Photo Essay: Stone and Wooden Covered Bridges of Early American Settlement
By The Grit Staff | Feb 9, 2016
In the early days of American settlement, timber, stone and masonry were the most abundant resources our pioneer forefathers had for building bridges throughout the countryside. Thankfully, today a lot of these same bridges are still around and in use, just like grist mills and barns from days of yore.
In the old days, bridges made from wood were often covered for two reasons. First, because covering them reduced aging brought on by weather and sunlight, and secondly, because they more closely resembled a barn, which meant horses and livestock might find them less threatening to pass through compared to an open bridge with water or rock underneath.
As time wore on, timber and stone gave way to steel and other metals, and the era of the old wooden and stone bridges became a thing of the past. To appreciate their longevity and beauty is to pay homage to our ancestors’ pioneer engineering efforts, and today they are still a sight to behold, on some of America’s rural roads less traveled.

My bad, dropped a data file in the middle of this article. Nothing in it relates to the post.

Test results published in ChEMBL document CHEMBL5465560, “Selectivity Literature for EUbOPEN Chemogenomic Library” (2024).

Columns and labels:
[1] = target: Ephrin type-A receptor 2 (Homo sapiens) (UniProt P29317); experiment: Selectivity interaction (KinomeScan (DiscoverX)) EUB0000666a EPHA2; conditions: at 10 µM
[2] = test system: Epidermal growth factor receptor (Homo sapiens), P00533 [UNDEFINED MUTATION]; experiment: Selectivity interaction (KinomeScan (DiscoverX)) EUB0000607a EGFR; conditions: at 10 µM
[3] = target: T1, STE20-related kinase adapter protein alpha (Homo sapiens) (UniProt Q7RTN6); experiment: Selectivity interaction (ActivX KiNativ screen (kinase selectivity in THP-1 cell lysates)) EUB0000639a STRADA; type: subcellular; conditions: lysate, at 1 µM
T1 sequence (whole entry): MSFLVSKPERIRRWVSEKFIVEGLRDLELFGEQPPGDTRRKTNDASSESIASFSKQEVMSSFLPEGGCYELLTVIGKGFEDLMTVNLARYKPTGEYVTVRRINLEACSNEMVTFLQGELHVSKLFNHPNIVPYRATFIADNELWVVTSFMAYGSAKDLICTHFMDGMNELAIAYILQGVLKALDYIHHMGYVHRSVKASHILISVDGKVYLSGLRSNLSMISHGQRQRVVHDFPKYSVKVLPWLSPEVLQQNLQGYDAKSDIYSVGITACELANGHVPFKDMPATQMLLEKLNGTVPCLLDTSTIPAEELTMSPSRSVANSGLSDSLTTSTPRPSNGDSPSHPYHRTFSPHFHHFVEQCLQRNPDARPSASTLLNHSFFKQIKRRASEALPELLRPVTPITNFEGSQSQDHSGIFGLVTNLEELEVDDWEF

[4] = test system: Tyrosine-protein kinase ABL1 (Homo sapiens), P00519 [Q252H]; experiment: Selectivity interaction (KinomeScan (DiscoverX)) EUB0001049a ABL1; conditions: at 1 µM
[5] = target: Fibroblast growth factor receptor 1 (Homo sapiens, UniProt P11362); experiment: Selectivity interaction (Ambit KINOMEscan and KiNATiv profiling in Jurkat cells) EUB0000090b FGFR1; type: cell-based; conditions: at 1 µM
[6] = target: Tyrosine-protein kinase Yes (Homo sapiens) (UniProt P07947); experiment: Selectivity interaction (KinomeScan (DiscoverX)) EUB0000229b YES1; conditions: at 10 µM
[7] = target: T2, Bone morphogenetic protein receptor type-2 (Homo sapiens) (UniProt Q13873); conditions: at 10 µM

Train Children to Hunt, Forage, and Identify Plants
Our world has never introduced more technology into our individual lives, offering our children so many roadblocks to natural learning. That’s why it’s so important that parents make a concentrated effort to train our children in almost-forgotten skills of plant identification, foraging and harvesting wild game. Not only do traditional skills provide learning that cannot […]
Letter from Editor Caitlin Wilson emphasizing the need for community, neighbors, connections and communication.
Timeless Chicken Advice
Check out these letters from Grit readers on timeless chicken advice, ventilation, building transformations, classrooms, pickled okra, and Polish Top Hats.